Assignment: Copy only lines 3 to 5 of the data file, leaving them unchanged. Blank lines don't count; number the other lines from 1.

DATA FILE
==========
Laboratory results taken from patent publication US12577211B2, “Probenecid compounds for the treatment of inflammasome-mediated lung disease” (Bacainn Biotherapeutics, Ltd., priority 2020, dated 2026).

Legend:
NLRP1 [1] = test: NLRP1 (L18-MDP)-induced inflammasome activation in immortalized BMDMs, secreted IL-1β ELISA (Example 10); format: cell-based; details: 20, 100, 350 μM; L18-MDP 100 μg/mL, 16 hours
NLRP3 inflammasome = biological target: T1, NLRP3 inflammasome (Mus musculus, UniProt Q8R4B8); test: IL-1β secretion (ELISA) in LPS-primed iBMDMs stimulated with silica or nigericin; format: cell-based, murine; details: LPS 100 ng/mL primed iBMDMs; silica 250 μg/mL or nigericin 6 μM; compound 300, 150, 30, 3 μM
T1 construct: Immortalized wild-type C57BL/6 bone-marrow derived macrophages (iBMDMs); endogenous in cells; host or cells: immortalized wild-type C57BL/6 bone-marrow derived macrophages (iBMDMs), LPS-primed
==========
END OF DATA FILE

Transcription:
NLRP1 [1] = test: NLRP1 (L18-MDP)-induced inflammasome activation in immortalized BMDMs, secreted IL-1β ELISA (Example 10); format: cell-based; details: 20, 100, 350 μM; L18-MDP 100 μg/mL, 16 hours
NLRP3 inflammasome = biological target: T1, NLRP3 inflammasome (Mus musculus, UniProt Q8R4B8); test: IL-1β secretion (ELISA) in LPS-primed iBMDMs stimulated with silica or nigericin; format: cell-based, murine; details: LPS 100 ng/mL primed iBMDMs; silica 250 μg/mL or nigericin 6 μM; compound 300, 150, 30, 3 μM
T1 construct: Immortalized wild-type C57BL/6 bone-marrow derived macrophages (iBMDMs); endogenous in cells; host or cells: immortalized wild-type C57BL/6 bone-marrow derived macrophages (iBMDMs), LPS-primed